1) What are the sectors covered by CEN standards?
Accessibility, Air and Space, Bio-based products, Chemical, Construction, Consumer products, Energy and utilities, Environment, Food, Health and Safety, Healthcare, Heating, Ventilation and Air Conditioning (HVAC), ICT, Innovation, Machinery safety, Materials, Measurement, Nanotechnologies, Pressure equipment, Security and defence, Services, Transport and packaging, etc
2) What are the CEN Products?
3) Are European Standards free of charge?
No, CEN standards are not free of charge.
They are available from the CEN's National Members
for a reasonable fee.
Indeed, European Standards are the result of extensive efforts performed by the market players, who provide the expertise and fund the infrastructure of standardization in Europe. They represent an exceptional value for the users, who support this work and infrastructure through their purchase.
Certain CEN Workshop Agreements (especially in the ICT domain) are available free of charge under special arrangements, for example, where industry has offset the loss of sales.
4) Where can I purchase European Standards and draft standards?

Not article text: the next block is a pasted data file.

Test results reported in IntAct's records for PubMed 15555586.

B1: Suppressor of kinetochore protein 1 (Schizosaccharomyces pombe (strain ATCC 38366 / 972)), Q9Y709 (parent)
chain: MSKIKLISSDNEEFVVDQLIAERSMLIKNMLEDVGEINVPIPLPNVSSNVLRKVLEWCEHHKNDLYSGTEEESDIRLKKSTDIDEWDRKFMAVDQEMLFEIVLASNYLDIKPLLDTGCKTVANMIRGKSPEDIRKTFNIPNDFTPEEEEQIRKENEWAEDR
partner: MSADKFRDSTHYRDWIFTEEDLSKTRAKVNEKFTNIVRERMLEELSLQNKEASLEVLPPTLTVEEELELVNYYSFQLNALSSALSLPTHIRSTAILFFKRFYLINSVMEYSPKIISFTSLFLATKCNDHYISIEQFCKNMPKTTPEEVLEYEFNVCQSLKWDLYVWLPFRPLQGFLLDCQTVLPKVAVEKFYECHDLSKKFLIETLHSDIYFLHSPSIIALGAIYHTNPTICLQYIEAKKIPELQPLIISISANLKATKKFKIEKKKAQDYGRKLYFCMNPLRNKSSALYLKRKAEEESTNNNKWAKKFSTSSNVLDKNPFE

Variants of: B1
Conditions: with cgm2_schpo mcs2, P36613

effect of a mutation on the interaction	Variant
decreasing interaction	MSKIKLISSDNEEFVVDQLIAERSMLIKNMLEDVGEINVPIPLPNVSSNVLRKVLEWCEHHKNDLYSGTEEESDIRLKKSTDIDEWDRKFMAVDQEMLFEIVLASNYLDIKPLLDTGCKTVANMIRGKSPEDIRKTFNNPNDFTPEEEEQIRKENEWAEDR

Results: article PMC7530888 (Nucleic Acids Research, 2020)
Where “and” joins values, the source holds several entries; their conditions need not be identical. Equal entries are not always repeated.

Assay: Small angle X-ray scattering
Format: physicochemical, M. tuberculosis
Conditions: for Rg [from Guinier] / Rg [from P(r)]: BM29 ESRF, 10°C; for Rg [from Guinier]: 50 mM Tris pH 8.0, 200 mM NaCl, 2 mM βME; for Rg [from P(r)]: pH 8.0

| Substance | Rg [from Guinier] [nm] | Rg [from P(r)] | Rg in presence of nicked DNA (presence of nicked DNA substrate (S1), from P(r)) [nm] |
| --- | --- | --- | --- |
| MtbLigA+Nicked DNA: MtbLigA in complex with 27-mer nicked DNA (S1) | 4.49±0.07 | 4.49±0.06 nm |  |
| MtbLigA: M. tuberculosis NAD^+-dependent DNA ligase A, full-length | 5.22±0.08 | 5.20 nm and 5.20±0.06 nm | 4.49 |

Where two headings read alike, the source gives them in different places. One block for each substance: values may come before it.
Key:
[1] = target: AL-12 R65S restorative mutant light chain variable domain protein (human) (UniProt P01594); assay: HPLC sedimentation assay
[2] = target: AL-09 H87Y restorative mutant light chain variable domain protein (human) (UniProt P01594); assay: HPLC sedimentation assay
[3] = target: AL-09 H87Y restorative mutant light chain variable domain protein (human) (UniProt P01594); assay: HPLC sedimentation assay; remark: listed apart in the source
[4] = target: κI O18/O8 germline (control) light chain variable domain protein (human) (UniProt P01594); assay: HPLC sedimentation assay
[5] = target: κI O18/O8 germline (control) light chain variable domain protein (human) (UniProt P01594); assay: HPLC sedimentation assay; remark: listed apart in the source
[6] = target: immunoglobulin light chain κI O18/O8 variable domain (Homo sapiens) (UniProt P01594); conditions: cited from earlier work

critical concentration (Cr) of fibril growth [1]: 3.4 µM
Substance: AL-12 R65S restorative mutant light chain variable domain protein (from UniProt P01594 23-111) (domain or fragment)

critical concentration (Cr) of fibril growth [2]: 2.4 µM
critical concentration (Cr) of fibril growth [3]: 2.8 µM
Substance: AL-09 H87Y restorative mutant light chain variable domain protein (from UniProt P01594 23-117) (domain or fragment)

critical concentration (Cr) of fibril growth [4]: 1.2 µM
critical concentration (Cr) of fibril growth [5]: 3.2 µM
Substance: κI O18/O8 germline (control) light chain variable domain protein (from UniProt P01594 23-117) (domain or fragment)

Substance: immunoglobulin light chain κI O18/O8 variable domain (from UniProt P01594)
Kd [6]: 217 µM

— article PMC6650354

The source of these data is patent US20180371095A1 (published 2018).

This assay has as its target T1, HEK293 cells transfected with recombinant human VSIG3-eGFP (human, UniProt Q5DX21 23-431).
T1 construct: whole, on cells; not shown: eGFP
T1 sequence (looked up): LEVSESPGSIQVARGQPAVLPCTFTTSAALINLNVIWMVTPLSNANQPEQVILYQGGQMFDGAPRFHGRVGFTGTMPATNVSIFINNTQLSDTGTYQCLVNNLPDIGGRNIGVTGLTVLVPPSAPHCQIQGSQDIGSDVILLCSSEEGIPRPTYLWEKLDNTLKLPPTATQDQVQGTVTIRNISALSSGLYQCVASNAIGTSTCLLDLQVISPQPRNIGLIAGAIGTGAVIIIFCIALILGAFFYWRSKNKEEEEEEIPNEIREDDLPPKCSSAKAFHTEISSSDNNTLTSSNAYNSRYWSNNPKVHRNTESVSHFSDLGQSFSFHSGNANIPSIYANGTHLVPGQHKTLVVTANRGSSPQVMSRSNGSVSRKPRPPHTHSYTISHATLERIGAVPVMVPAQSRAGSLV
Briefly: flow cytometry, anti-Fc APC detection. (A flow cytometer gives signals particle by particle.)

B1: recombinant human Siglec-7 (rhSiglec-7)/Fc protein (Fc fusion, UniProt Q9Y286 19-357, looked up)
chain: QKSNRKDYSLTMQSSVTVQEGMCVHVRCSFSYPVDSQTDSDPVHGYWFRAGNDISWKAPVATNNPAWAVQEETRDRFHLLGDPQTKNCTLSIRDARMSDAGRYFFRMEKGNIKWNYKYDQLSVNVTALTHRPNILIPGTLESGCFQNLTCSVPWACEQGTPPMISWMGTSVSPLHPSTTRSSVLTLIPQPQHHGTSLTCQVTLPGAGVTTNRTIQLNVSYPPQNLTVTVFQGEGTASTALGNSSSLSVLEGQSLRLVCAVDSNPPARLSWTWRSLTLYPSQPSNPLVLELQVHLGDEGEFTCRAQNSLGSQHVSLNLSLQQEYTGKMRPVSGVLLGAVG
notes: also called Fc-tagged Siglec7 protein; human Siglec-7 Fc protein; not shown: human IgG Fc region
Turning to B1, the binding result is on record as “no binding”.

CEN does not sell or distribute Standards or any other deliverable.
All European Standards (ENs) and drafts (prENs), as well as any other approved document (Technical Specifications (TSs), Technical Reports (TRs) and CEN Workshop Agreements (CWAs), are directly available for purchase from:
5) Where can I find the CEN Catalogue of published standards and work programme?
The full catalogue of CEN standards is available online through the search standards function. It is also available:
The CEN-CENELEC work programme 2019 gives an overview of the most significant European standardization activities that will be supported by CEN and CENELEC during 2016.
6) Is there copyright on European Standards?
The distribution of European Standards is the responsibility of the CEN National Standards Bodies (NSBs). Consequently, CEN has entrusted these NSBs with the protection of their copyright interests, each in their respective territories.
Therefore, any reproduction, distribution, resale or communication of standards in any medium, is forbidden without the formal written authorization from the NSB where the standard was purchased.
7) Are CEN standards mandatory?
The European Standards published by CEN are developed by experts, established by consensus and adopted by the Members of CEN. It is important to note that the use of standards is voluntary, and so there is no legal obligation to apply them.
Standards can however be used to support EU legislation and policies.
8) What is a Harmonized Standard?
A harmonised standard "is a European standard elaborated on the basis of a request from the European Commission to a recognised European Standards Organization (CEN, CENELEC or ETSI) to develop a European standard that provides solutions for compliance with a legal provision. Such a request provides guidelines which requested standards must respect to meet the essential requirements or other provisions of relevant European Union harmonization legislation...